Jon (21:30): I watched a video the other day on YouTube. Like, I'm totally, I'm like hooked on YouTube. Now I wanna learn everything about it. And they're saying that like multiple watch YouTube on mobile. And like, you have to like optimize your cover image for mobile. Like nobody cares. Like, like if you can't read what's on the screen, you know, like, I don't know. I just find that fascinating. You know, like I may sell it on my website. I would say. I would say like 60% of my traffic stop, you know? So it's like, okay, well now we've got to have a super mobile site. And then I redesigned AlphaGo for that because
Paul (22:08): It's, it's honestly, it's going to be a hundred percent mobile at some point. I mean, again, the biggest cue is, look, look to like the younger demographic. You know, the kids that are, who have cell phones that are from like 10 to 14 or 16, everything is mobile. Nothing is, you know, analog, like sitting in front of the TV. They, they, they watch their TV on YouTube. They watch their TV and whatever, the streaming service, they're not watching network.
Jon (22:31): I was gonna tell you something about that. Oh, so we were talking about video earlier that did really well. Mine and I was looking at the demo. I was looking at the demographics and everything, and I thought found was so fascinating. Is that like probably 50% of the traffic of a, of like total amount? Like the age group was actually 24 to 34. I was like, interesting. You know, because like, I don't know, as a brand, as any kind of brand, you're always trying to figure out who's your audience. Right. And then I was like, okay, that's cool because it's always fluctuating. Right. Because if you look at my website, I'm like, Oh, it's, it's mostly, you know, a little older demographic, but then I'm like on YouTube. That's like, I almost feel like that's a sweet spot. Right. 25.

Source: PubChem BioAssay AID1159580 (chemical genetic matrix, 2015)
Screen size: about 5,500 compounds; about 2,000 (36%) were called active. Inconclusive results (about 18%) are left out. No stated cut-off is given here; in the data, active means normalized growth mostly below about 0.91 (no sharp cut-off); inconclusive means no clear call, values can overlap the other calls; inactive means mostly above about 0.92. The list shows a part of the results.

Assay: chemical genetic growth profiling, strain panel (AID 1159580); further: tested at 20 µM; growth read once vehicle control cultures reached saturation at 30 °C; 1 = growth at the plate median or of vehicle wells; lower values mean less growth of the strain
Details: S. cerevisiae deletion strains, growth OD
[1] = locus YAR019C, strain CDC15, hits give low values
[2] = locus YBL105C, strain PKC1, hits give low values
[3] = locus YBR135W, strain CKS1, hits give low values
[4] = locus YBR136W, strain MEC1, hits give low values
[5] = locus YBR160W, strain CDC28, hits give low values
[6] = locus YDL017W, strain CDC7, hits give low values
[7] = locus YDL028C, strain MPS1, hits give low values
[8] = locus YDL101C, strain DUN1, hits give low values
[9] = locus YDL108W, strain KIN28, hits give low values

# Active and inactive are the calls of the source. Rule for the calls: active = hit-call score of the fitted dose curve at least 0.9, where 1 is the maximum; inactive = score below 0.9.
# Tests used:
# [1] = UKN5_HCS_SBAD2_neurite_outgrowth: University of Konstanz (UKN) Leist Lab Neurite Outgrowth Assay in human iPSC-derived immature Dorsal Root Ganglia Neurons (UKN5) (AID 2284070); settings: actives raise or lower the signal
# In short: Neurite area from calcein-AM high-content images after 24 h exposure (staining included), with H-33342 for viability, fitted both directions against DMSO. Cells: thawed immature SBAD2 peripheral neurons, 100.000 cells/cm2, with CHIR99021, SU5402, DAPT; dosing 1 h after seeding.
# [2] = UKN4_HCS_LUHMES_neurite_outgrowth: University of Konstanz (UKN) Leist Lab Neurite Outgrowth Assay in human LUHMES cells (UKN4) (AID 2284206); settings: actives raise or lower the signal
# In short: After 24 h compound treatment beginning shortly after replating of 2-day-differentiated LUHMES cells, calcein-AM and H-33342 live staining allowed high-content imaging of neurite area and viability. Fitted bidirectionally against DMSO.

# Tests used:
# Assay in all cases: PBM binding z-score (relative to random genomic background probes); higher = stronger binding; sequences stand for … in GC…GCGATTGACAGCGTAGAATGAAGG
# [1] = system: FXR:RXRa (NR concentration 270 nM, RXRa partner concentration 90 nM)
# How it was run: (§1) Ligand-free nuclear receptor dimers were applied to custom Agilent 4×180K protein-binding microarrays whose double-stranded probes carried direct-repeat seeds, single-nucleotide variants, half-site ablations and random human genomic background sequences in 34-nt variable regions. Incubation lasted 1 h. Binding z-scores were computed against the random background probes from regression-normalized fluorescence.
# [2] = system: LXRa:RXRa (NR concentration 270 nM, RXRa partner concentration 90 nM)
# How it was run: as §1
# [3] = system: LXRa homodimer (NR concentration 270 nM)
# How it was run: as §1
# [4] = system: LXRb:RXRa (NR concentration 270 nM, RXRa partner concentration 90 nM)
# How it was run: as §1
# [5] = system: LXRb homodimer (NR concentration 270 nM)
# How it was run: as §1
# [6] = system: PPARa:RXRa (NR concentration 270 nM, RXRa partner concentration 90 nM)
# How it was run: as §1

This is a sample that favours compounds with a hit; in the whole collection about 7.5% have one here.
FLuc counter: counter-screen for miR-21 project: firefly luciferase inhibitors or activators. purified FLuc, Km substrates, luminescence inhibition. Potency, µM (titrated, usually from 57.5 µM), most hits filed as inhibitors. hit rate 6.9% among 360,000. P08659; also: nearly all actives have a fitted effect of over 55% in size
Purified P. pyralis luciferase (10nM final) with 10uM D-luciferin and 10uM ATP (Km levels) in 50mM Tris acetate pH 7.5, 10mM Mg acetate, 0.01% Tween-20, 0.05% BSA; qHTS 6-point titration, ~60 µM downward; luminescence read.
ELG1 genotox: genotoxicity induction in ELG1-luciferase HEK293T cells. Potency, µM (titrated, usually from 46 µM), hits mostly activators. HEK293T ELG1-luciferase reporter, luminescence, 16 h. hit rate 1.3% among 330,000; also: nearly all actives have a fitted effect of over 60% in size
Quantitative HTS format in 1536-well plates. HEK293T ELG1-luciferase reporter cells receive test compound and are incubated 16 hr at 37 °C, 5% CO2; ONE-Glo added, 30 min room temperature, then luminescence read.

Paul (23:12): It is the sweet spot. And I was just going to say that like the 25 to 35,
Jon (23:16): Less than that, they're not like, seriously, it's right. They don't have 20 plus 25, 24 year old last, they kill us. Right. Unless you're like wine, be a professional golfer, but then it's like, you know, the majority of people are at 25, let's say 53. That's like, yeah. But I mean, after that, you'd see diminishing returns. I don't know. I find that fascinating because you know, it's always interesting to see where golf is right now. Right. Where did the interest in golf and that's good, right? Because 25, 34, that's
Paul (23:46): Like the next generation coming older. Now it's the guys that like, are now married to have kids. You want to get out of the house and you want to buy some cool stuff. Right. Or learn more about where golf was going, which was great. So Mike, most of us out there, you're probably double duty for awhile. Right. As you grew your brand, when did you get to focus? Full-time on something like how pretty much, probably about a year or two years into the pivot into teasers. So we pivoted from beverage to t-shirts in 2014. So it's probably 2016, 17 when I was just like, what were you doing before? It's a different housing and beverage distribution. So it was, I was in beverage distribution at the same time. I was trying to push the beverage product. So to like, yeah, you're already there. But at the same time, it's like, all my mind and energy was focused on building this. So I did get to the point where I'm like, you know what, if I'm going to take a run at this, I go there. I got to go full bore. And it's like hard to sleep. Right. Your mind's always like, it's still hard to sleep.
Paul (25:03): I can't sleep right now. I try to sleep every night. And I was like really stressed out. I'm like, no, I'm not stressed out. I just have a million things on my mind right now. You don't, you don't think you're stressed out, but then you put the new, your brain is going a mile a minute. Right. Like I think I've always done like that. That's okay. Um, you know, like, no, no, you go ahead. You're the guest. It's funny. No, no, no. But you know, again, it's one of those things where like, even now, like, you know, we're, we're, we're, we're, we're growing at a good clip and ream hit a lot of great opportunities, but my mind is constantly racing. I'm like, what's next, next, next, next, next, next, next. Right. So right, exactly. Like trying to constantly try to continue and innovate. I mean, that's the thing it's like, we started again, the evolution of the brand started as a beverage pivoted to just solely graphic t-shirts.